There are several new laws coming out of the 2021 legislative cycle that will impact personal injury lawyers and their clients. Police and custodial officers have lost immunity against claims for malicious prosecution, and heirs in a survival action can now recover for the decedent’s pain, suffering, and disfigurement. Other developments include the easing of government claim presentation requirements.
The Bane Act is California’s most broadly applicable civil rights law—the state counterpart to the federal civil rights act, 42 U.S.C. § 1983. As of January 1, 2022, for the first time in California history, people will be able to bring claims under California law against police and custodial officers for malicious prosecution or for injuries to prisoners. Changes to the Tom Bane Civil Rights Act (Civ. Code, § 52.1) will remove immunities to such claims brought under the Act.
Effective Jan. 1, 2022 to Jan. 1, 2026, Code of Civil Procedure section 377.2 was amended (SB 447) to allow for the recovery of the decedent’s pain, suffering and disfigurement. Traditionally, such damages were not recoverable as compensatory damages in a survival action; however, the decedent’s emotional distress could be considered for purposes of punitive damages. Rubio v. CIA Wheel Group (2021) 63 Cal.App.5th 82, 91-94.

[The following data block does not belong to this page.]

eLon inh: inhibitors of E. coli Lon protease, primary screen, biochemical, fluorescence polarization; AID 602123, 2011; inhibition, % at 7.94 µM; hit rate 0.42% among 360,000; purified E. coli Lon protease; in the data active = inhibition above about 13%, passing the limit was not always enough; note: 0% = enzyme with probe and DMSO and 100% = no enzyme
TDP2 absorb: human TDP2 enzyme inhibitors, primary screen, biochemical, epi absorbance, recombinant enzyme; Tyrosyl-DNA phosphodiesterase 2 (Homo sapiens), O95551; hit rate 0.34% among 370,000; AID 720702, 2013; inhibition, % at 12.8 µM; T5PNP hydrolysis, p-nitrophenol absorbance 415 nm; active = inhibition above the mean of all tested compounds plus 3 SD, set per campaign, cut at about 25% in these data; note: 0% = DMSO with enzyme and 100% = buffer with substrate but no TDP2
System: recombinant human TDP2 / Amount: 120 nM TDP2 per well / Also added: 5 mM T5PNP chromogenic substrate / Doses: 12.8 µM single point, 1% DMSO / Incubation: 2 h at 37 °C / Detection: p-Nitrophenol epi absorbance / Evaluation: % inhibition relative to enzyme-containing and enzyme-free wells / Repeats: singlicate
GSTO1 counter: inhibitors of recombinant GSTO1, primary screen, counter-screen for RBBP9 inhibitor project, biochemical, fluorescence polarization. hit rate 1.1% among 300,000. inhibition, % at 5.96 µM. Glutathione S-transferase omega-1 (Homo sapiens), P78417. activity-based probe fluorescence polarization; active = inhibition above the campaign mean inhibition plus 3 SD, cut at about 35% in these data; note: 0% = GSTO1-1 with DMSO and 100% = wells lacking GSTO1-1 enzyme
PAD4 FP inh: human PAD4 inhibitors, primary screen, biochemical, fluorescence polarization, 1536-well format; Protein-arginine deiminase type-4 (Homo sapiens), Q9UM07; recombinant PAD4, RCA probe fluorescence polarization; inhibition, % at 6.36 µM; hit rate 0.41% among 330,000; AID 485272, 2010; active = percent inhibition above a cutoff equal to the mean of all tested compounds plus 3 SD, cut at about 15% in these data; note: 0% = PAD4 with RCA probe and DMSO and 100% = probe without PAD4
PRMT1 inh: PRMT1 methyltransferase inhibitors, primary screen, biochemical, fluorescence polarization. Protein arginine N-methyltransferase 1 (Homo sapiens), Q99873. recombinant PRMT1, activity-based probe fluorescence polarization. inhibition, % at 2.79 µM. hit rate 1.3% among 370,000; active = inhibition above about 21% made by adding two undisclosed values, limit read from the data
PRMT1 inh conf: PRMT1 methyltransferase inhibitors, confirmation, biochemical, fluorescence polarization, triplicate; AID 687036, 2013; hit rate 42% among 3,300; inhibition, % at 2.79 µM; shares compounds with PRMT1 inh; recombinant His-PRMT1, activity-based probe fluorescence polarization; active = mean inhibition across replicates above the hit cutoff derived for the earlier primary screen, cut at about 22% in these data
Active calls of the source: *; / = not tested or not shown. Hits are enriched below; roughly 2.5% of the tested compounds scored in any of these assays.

Several statutory changes taking effect on January 1, 2022 will impact personal injury lawyers in California. Key changes include: (1) easing of government claim presentation requirements (SB 501) and (2) no claim requirement in cases of sexual assault by a police officer (AB 1455).